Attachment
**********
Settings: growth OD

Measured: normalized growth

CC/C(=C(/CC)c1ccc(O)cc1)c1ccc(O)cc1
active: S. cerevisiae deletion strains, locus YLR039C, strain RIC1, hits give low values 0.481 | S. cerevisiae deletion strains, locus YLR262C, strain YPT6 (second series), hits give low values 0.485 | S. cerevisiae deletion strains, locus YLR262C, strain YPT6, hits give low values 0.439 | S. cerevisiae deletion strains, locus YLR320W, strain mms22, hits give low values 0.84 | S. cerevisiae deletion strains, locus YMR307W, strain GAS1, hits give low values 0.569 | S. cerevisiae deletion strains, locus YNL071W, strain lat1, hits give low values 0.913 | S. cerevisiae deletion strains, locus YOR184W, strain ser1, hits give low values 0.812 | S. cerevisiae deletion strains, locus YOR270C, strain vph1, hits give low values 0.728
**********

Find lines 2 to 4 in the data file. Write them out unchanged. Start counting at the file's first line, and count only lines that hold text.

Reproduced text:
Measured: normalized growth

CC/C(=C(/CC)c1ccc(O)cc1)c1ccc(O)cc1
active: S. cerevisiae deletion strains, locus YLR039C, strain RIC1, hits give low values 0.481 | S. cerevisiae deletion strains, locus YLR262C, strain YPT6 (second series), hits give low values 0.485 | S. cerevisiae deletion strains, locus YLR262C, strain YPT6, hits give low values 0.439 | S. cerevisiae deletion strains, locus YLR320W, strain mms22, hits give low values 0.84 | S. cerevisiae deletion strains, locus YMR307W, strain GAS1, hits give low values 0.569 | S. cerevisiae deletion strains, locus YNL071W, strain lat1, hits give low values 0.913 | S. cerevisiae deletion strains, locus YOR184W, strain ser1, hits give low values 0.812 | S. cerevisiae deletion strains, locus YOR270C, strain vph1, hits give low values 0.728